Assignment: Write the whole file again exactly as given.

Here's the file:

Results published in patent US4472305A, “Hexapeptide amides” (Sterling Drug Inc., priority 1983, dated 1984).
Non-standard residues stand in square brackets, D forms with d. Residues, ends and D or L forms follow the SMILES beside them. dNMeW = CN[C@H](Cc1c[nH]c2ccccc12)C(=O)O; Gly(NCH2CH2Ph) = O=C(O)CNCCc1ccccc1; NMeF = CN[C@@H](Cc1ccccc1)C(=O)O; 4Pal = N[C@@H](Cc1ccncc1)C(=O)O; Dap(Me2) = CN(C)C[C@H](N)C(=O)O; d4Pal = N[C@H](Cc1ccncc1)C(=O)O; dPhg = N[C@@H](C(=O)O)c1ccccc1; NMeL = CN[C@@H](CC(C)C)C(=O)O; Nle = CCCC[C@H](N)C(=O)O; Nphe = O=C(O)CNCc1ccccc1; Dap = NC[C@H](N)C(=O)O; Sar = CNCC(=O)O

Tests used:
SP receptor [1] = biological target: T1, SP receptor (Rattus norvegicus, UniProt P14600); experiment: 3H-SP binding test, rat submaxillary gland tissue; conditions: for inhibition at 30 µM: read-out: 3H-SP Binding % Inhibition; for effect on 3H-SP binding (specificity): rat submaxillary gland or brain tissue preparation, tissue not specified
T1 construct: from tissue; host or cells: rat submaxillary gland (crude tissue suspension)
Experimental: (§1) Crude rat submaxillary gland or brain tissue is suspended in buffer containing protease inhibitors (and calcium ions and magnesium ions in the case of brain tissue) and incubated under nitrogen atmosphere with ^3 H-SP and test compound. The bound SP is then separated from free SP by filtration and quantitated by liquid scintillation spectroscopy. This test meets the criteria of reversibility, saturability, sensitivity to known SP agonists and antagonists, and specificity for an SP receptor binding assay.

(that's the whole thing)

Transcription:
Results published in patent US4472305A, “Hexapeptide amides” (Sterling Drug Inc., priority 1983, dated 1984).
Non-standard residues stand in square brackets, D forms with d. Residues, ends and D or L forms follow the SMILES beside them. dNMeW = CN[C@H](Cc1c[nH]c2ccccc12)C(=O)O; Gly(NCH2CH2Ph) = O=C(O)CNCCc1ccccc1; NMeF = CN[C@@H](Cc1ccccc1)C(=O)O; 4Pal = N[C@@H](Cc1ccncc1)C(=O)O; Dap(Me2) = CN(C)C[C@H](N)C(=O)O; d4Pal = N[C@H](Cc1ccncc1)C(=O)O; dPhg = N[C@@H](C(=O)O)c1ccccc1; NMeL = CN[C@@H](CC(C)C)C(=O)O; Nle = CCCC[C@H](N)C(=O)O; Nphe = O=C(O)CNCc1ccccc1; Dap = NC[C@H](N)C(=O)O; Sar = CNCC(=O)O

Tests used:
SP receptor [1] = biological target: T1, SP receptor (Rattus norvegicus, UniProt P14600); experiment: 3H-SP binding test, rat submaxillary gland tissue; conditions: for inhibition at 30 µM: read-out: 3H-SP Binding % Inhibition; for effect on 3H-SP binding (specificity): rat submaxillary gland or brain tissue preparation, tissue not specified
T1 construct: from tissue; host or cells: rat submaxillary gland (crude tissue suspension)
Experimental: (§1) Crude rat submaxillary gland or brain tissue is suspended in buffer containing protease inhibitors (and calcium ions and magnesium ions in the case of brain tissue) and incubated under nitrogen atmosphere with ^3 H-SP and test compound. The bound SP is then separated from free SP by filtration and quantitated by liquid scintillation spectroscopy. This test meets the criteria of reversibility, saturability, sensitivity to known SP agonists and antagonists, and specificity for an SP receptor binding assay.